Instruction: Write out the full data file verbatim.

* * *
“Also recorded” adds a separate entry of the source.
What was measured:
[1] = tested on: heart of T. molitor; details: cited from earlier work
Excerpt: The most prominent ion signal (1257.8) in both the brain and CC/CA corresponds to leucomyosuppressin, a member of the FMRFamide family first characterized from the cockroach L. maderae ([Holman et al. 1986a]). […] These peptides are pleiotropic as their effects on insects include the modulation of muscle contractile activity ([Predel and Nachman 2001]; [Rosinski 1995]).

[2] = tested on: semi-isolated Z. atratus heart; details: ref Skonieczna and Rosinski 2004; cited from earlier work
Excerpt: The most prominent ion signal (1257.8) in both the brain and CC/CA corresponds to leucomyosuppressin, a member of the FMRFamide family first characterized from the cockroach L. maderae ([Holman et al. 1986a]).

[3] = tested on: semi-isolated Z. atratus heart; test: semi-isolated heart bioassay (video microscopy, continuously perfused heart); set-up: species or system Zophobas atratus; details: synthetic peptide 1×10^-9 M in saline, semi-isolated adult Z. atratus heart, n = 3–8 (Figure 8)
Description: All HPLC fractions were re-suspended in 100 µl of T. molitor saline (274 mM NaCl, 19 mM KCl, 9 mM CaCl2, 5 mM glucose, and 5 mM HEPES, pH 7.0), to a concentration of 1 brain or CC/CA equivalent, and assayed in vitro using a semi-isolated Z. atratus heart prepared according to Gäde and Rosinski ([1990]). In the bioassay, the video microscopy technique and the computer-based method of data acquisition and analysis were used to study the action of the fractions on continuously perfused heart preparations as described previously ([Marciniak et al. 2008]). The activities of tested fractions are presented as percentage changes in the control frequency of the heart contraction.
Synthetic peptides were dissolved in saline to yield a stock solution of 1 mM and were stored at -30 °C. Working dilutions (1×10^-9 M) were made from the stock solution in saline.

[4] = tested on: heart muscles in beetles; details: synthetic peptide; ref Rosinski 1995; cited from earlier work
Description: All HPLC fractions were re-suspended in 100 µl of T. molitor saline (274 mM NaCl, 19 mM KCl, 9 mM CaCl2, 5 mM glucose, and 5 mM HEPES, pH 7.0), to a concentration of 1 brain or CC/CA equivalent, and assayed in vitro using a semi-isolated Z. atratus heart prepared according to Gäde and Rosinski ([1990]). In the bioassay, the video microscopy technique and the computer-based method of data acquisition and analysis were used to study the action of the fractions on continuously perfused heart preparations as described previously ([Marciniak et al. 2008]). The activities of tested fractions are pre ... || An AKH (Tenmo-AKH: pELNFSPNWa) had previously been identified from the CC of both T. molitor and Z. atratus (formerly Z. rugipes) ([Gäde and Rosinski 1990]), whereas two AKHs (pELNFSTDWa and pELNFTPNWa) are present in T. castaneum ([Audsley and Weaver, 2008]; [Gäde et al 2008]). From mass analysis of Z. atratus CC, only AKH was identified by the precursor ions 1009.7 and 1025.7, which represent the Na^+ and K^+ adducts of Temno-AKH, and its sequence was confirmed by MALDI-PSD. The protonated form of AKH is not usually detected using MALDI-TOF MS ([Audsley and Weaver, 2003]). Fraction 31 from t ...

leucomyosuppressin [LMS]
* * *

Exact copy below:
“Also recorded” adds a separate entry of the source.
What was measured:
[1] = tested on: heart of T. molitor; details: cited from earlier work
Excerpt: The most prominent ion signal (1257.8) in both the brain and CC/CA corresponds to leucomyosuppressin, a member of the FMRFamide family first characterized from the cockroach L. maderae ([Holman et al. 1986a]). […] These peptides are pleiotropic as their effects on insects include the modulation of muscle contractile activity ([Predel and Nachman 2001]; [Rosinski 1995]).

[2] = tested on: semi-isolated Z. atratus heart; details: ref Skonieczna and Rosinski 2004; cited from earlier work
Excerpt: The most prominent ion signal (1257.8) in both the brain and CC/CA corresponds to leucomyosuppressin, a member of the FMRFamide family first characterized from the cockroach L. maderae ([Holman et al. 1986a]).

[3] = tested on: semi-isolated Z. atratus heart; test: semi-isolated heart bioassay (video microscopy, continuously perfused heart); set-up: species or system Zophobas atratus; details: synthetic peptide 1×10^-9 M in saline, semi-isolated adult Z. atratus heart, n = 3–8 (Figure 8)
Description: All HPLC fractions were re-suspended in 100 µl of T. molitor saline (274 mM NaCl, 19 mM KCl, 9 mM CaCl2, 5 mM glucose, and 5 mM HEPES, pH 7.0), to a concentration of 1 brain or CC/CA equivalent, and assayed in vitro using a semi-isolated Z. atratus heart prepared according to Gäde and Rosinski ([1990]). In the bioassay, the video microscopy technique and the computer-based method of data acquisition and analysis were used to study the action of the fractions on continuously perfused heart preparations as described previously ([Marciniak et al. 2008]). The activities of tested fractions are presented as percentage changes in the control frequency of the heart contraction.
Synthetic peptides were dissolved in saline to yield a stock solution of 1 mM and were stored at -30 °C. Working dilutions (1×10^-9 M) were made from the stock solution in saline.

[4] = tested on: heart muscles in beetles; details: synthetic peptide; ref Rosinski 1995; cited from earlier work
Description: All HPLC fractions were re-suspended in 100 µl of T. molitor saline (274 mM NaCl, 19 mM KCl, 9 mM CaCl2, 5 mM glucose, and 5 mM HEPES, pH 7.0), to a concentration of 1 brain or CC/CA equivalent, and assayed in vitro using a semi-isolated Z. atratus heart prepared according to Gäde and Rosinski ([1990]). In the bioassay, the video microscopy technique and the computer-based method of data acquisition and analysis were used to study the action of the fractions on continuously perfused heart preparations as described previously ([Marciniak et al. 2008]). The activities of tested fractions are pre ... || An AKH (Tenmo-AKH: pELNFSPNWa) had previously been identified from the CC of both T. molitor and Z. atratus (formerly Z. rugipes) ([Gäde and Rosinski 1990]), whereas two AKHs (pELNFSTDWa and pELNFTPNWa) are present in T. castaneum ([Audsley and Weaver, 2008]; [Gäde et al 2008]). From mass analysis of Z. atratus CC, only AKH was identified by the precursor ions 1009.7 and 1025.7, which represent the Na^+ and K^+ adducts of Temno-AKH, and its sequence was confirmed by MALDI-PSD. The protonated form of AKH is not usually detected using MALDI-TOF MS ([Audsley and Weaver, 2003]). Fraction 31 from t ...

leucomyosuppressin [LMS]